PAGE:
Tour: Froome plays down Thomas battle for Sky supremacy

Tour: Froome plays down Thomas battle for Sky supremacy

Froomey still has our best chance now - there's still more than half the race to go.

'I had a little gap and then obviously Froomey could follow the guys then.

"It is unreal - I didn't expect it", he said.

Yet Thomas, a former track cycling Olympic champion like 2012 Tour victor Bradley Wiggins, has yet to prove he can handle the pressure of a grand tour.

The 115-km final stage of the race is on Sunday, July 29 and goes from Houilles to Paris Champs-Elysees.

The differences between the main challengers were essentially made in the team time trial in the second stage.

The selection, as is often the case on the Tour's first mountain stage, came at the rear of the group, where Rigoberto Uran (EF Education First-Drapac) and Ilnur Zakarin (Katusha-Alpecin) were among those distanced.

Froome, who is eighth over all after nine stages, is 1 minute 42 seconds behind yellow-jersey holder Greg van Avermaet before the first Alpine stage on Tuesday.

By catching Dumoulin, Thomas had already done enough for yellow but wanted more as Nieve slid into view, kicking again to pass Nieve inside the final 400 metres and take the stage win. I think it's great for us to have those options to be able to play when it comes down to it, especially looking at rivals that have two or three options within their teams. I think it's fantastic for us to have those options. Jakob Fuglsang of Astana was next at 3:12.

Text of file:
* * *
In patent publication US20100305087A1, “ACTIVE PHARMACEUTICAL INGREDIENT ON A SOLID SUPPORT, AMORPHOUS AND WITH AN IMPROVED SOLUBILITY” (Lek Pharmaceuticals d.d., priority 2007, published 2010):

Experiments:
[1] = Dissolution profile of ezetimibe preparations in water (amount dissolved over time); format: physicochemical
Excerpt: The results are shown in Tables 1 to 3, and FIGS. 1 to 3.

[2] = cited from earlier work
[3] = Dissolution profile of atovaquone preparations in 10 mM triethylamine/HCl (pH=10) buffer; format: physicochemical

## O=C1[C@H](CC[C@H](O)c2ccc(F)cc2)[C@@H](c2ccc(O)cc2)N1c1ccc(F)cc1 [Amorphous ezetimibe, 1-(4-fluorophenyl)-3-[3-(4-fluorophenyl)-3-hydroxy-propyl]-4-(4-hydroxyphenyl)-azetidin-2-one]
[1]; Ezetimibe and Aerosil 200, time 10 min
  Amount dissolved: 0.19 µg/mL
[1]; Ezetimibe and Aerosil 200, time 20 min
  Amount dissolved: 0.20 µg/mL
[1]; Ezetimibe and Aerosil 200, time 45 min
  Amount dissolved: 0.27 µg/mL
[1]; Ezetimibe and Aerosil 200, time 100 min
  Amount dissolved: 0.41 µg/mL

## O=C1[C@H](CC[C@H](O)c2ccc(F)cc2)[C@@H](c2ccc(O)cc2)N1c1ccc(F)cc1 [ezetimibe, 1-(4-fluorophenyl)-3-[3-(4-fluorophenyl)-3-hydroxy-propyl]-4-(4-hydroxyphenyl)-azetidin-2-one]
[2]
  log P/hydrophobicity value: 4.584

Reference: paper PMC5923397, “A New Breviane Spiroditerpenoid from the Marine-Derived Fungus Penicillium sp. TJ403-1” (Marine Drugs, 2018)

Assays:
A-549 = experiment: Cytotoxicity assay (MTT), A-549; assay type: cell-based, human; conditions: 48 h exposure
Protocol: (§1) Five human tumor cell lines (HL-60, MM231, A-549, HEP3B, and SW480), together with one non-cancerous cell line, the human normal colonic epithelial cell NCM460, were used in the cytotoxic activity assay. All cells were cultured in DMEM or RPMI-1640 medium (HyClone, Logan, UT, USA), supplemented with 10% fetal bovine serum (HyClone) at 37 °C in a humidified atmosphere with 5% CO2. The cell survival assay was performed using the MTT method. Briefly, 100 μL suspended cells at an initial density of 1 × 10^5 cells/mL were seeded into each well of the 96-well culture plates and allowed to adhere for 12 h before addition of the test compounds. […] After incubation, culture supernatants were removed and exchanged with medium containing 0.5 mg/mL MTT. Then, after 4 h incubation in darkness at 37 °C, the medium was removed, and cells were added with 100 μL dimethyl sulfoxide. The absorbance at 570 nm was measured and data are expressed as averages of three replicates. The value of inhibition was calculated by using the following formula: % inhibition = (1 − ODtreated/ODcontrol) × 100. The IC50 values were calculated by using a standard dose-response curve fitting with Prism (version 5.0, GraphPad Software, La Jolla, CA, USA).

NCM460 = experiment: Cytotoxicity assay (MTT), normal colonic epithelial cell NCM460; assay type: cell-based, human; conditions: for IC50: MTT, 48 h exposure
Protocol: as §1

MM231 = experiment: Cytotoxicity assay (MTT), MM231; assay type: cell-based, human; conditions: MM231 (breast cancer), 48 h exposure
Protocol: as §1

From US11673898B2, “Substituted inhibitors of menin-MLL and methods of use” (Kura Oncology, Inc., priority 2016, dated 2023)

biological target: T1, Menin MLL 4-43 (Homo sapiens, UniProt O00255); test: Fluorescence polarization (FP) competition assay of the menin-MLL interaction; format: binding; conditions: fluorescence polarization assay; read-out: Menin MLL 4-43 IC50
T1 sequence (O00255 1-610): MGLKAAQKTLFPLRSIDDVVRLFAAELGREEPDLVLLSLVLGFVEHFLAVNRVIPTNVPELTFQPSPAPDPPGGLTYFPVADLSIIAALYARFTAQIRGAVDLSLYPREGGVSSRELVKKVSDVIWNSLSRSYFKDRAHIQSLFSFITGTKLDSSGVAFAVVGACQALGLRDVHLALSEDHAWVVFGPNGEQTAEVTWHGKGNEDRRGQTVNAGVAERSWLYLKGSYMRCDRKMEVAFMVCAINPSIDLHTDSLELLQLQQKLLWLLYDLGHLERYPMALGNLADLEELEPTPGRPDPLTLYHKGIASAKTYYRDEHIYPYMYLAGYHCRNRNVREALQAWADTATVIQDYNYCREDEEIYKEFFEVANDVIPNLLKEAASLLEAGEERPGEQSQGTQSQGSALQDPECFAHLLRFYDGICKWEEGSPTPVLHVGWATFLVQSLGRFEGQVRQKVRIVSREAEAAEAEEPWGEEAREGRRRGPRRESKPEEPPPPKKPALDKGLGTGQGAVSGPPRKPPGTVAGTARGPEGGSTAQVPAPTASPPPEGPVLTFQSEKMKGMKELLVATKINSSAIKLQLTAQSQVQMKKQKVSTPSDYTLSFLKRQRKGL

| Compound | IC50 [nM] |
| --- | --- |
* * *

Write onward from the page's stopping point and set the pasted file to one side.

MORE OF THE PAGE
The 109 km stage from Albertville to La Rosière Espace San Bernardo was the second stage of the tour to take place in the Alps, following yesterday's finish in Le Grand Bornard. He wore the yellow jersey for four days a year ago - before dropping to second behind Froome - then crashed out on a descent in Stage 9. While Valverde quickly dropped back, Dumoulin kept up his pace and was only surpassed by Thomas.

After going up the beyond-category ascents to Montee de Bisanne and Col du Pre, plus the second-category Cormet de Roselend, the stage concluded with the unprecedented and lengthy 17.6-kilometer climb to La Rosiere - a ski resort linked to La Thuile in the Italian region of Valle d'Aosta. Asked whether his performance, and his claiming of the yellow jersey, had changed anything with respect to leadership duties at Team Sky, Thomas was unequivocal.

Sprinting standout Mark Cavendish, meanwhile, finished far behind and missed the time limit, ending his Tour.